28 SEPTEMBER 1867, Page 3

A correspondent of the Daily News, who has been in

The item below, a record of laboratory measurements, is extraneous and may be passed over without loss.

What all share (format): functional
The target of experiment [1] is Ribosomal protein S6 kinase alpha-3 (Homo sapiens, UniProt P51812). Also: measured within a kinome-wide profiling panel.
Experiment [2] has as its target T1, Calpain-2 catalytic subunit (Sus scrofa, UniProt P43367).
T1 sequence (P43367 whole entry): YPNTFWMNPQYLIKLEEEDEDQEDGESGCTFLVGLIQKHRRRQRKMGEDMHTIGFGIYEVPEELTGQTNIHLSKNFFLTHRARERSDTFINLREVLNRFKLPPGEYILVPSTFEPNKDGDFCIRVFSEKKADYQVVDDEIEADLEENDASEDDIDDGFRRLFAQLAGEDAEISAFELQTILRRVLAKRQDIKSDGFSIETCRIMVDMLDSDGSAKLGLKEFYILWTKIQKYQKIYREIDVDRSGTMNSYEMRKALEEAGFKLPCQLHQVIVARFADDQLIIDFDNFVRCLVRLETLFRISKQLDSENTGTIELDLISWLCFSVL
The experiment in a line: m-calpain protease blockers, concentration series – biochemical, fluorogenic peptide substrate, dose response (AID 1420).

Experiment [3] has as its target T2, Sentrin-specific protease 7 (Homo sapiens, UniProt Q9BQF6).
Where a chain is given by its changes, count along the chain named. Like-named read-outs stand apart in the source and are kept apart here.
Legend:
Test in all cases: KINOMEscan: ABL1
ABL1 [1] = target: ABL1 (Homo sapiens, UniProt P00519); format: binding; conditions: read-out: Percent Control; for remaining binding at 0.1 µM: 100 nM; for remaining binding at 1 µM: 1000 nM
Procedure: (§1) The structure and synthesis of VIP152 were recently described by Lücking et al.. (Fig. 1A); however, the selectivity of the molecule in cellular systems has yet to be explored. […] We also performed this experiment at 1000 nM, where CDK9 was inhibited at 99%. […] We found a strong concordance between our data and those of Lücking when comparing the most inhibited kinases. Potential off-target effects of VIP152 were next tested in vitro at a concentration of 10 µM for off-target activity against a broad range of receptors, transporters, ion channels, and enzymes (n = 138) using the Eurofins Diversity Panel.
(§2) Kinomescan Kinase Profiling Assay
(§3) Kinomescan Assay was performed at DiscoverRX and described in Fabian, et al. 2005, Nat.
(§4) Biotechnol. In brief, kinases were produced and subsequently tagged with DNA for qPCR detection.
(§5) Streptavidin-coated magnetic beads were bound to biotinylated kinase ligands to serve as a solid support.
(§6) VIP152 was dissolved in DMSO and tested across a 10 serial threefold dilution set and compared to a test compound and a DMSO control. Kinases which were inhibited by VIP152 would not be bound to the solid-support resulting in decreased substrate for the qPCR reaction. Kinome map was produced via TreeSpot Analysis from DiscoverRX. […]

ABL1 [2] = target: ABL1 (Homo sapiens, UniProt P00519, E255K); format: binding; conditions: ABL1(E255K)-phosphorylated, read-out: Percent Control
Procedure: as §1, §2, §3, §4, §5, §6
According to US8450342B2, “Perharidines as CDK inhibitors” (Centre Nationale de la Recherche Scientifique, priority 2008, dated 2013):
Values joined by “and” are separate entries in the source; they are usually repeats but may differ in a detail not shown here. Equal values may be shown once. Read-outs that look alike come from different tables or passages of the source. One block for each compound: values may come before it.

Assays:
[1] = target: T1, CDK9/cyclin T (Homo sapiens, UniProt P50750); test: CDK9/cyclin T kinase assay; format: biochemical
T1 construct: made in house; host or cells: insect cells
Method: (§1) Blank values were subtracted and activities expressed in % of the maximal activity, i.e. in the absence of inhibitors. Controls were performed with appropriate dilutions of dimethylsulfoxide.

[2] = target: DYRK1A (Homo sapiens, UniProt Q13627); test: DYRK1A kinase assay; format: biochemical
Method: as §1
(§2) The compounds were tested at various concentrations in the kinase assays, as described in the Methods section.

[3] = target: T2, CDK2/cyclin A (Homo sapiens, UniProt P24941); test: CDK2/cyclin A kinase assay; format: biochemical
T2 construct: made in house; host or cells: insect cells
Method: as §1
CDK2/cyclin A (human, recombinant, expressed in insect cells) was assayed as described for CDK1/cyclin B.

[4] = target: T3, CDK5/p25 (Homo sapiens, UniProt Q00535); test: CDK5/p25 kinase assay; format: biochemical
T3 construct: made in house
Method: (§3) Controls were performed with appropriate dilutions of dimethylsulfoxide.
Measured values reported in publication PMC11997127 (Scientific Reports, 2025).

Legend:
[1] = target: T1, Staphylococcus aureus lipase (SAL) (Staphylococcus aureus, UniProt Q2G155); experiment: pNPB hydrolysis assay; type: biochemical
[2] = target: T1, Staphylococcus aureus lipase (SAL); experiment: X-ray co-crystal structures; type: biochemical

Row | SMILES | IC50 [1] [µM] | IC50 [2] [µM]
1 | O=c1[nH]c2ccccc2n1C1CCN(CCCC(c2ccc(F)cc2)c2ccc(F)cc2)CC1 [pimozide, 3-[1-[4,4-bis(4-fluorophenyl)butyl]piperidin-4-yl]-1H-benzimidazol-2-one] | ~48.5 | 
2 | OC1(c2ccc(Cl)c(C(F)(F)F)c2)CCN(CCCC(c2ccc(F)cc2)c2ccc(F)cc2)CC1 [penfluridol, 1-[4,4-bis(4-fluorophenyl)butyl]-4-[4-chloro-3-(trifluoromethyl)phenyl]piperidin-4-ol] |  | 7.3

the Tyrol, seems to have been very unfortunate in his inns, and speaks with quite pathetic earnestness on the subject of the bread, the beds, and the feeding generally. Be recommends travellers to go with stores of tea, potted meat, brandy, and sago. As to the tea, he is right ; you get it very bad in any but the first inns; and wherever a teapot exists, which is not uncommon, it is a very simple matter to getboiling water poured -on it. But as for the meats and sago, it is all nonsense. You get-very tender poultry—small, indeed, but much better than the tough cocks which a little English inn so often produces if you ask for a fowl—everywhere, even if you can- not eat the veal, which is exceedingly good of its kind. The bread is usually very respectable, and as for sago, you would exhaust more strength in directions for its proper preparation than it would restore to your wasted -frame. As for the weak and disastrous advice to pocket little breads at any inn where you get them good, the issue of that is very simple,—an existence rendered insupportable by the slibris of antediluvian crumbs in your pocket, issuing from your letters, coming out with your pocket-handker- chief, fatiguing your senses for the rest of the journey. It renders life a wretched Sahara of crumb.